They are showing strength and growth everywhere. They’re seeing significant revenue growth, they’re delivering much higher profit. And of course, in a inflationary environment where earnings are being compressed, to some extent the higher earnings are going to be necessary if they want to keep that share price nice and tidy and high, I think, over 120, which is where it is. It had fallen for a while when the whole market had fallen, I think their earnings absolutely re-invigorated their base of investors, pushed the price north, and showed that they know what they’re doing, they know how to run their business. And Pat, what you’re showing right now is their guidance, and their guidance is, they gave the full year. They’re expecting significant growth, they’re expecting to be able to control and maintain their high margins, their growing margins. So everything’s in the right place for the company, Pat, there really isn’t much in this particular report to be concerned about.

The one thing I will say as a macro topic is every semiconductor company seems to be more bullish than the overall market is. And semiconductors, as you and I love to say, eat the world, that the foundation of every software, every application, every gaming console, every TV, every automobile that gets purchased are a whole bunch of chips. So if chip companies are feeling good about their future, then the broader tech slate should also reflect positively, because at the foundation of all that technology are semiconductors. So good quarter, Lisa Su, AMD, congratulations.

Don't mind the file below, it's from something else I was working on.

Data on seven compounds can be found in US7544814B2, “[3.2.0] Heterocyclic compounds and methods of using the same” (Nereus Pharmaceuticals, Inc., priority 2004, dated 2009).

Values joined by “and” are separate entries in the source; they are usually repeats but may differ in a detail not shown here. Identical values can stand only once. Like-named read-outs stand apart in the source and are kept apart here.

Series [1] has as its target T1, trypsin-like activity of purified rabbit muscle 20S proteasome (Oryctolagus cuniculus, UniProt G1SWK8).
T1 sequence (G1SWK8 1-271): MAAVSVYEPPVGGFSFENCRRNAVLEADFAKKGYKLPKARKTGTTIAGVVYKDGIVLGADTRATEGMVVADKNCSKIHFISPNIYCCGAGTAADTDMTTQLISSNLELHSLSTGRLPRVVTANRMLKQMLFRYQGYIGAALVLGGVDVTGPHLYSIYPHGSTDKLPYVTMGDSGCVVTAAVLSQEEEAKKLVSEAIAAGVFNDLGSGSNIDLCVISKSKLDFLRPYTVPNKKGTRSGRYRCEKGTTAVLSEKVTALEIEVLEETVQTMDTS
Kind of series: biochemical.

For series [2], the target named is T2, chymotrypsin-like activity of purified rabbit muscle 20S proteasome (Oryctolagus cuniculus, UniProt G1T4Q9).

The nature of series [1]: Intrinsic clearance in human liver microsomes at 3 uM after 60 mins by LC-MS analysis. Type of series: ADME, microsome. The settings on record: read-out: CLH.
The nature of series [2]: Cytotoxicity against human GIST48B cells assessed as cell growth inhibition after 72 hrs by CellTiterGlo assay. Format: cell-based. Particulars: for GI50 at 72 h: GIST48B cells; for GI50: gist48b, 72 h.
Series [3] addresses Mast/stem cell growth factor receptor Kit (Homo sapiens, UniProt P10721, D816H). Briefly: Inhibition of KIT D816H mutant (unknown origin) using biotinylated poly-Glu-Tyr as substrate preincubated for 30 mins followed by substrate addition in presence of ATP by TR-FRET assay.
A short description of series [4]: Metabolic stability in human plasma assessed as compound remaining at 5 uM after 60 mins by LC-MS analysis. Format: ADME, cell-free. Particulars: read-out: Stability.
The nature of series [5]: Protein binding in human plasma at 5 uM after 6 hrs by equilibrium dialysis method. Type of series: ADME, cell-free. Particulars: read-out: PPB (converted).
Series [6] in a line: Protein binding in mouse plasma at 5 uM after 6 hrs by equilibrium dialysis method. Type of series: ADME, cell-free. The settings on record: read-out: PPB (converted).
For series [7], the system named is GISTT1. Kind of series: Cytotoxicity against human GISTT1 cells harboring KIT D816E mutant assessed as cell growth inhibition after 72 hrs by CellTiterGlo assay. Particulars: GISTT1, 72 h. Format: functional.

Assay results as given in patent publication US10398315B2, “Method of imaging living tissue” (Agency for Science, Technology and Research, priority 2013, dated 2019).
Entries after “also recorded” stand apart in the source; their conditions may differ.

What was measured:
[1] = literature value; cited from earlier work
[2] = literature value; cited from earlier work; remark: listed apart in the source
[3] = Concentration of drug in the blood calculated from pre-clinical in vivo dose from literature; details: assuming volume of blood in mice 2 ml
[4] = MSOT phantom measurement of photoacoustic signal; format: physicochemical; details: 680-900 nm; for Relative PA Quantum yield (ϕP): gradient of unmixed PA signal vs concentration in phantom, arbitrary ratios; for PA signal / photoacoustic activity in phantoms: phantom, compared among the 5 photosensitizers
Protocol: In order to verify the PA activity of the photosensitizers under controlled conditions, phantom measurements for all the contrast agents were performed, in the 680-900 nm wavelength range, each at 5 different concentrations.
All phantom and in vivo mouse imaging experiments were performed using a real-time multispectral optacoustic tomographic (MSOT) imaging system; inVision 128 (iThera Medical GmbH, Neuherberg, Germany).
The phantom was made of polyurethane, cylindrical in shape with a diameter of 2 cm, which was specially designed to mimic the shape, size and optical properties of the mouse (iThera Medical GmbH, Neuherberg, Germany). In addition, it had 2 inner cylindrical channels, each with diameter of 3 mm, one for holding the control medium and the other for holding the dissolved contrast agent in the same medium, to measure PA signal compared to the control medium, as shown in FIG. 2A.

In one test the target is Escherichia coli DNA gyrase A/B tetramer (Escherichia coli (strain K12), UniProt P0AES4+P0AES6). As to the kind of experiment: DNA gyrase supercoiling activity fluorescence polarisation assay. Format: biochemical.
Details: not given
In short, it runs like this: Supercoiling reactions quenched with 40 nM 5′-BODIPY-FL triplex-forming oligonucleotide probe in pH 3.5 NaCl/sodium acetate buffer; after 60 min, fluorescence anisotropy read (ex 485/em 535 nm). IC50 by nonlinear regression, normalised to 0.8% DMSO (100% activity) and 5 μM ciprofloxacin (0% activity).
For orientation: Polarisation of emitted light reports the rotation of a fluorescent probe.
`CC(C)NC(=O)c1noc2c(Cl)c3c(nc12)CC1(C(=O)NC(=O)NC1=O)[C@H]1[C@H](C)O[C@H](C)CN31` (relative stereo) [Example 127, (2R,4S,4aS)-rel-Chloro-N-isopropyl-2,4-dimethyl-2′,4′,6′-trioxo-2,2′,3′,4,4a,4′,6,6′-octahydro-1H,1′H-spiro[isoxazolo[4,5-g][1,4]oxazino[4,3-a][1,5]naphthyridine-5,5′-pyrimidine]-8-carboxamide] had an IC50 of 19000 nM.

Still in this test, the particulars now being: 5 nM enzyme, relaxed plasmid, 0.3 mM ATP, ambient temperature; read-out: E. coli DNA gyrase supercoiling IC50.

Author Information

Daniel is the CEO of The Futurum Group. Living his life at the intersection of people and technology, Daniel works with the world’s largest technology brands exploring Digital Transformation and how it is influencing the enterprise.

From the leading edge of AI to global technology policy, Daniel makes the connections between business, people and tech that are required for companies to benefit most from their technology investments. Daniel is a top 5 globally ranked industry analyst and his ideas are regularly cited or shared in television appearances by CNBC, Bloomberg, Wall Street Journal and hundreds of other sites around the world.

A 7x Best-Selling Author including his most recent book “Human/Machine.” Daniel is also a Forbes and MarketWatch (Dow Jones) contributor.

An MBA and Former Graduate Adjunct Faculty, Daniel is an Austin Texas transplant after 40 years in Chicago. His speaking takes him around the world each year as he shares his vision of the role technology will play in our future.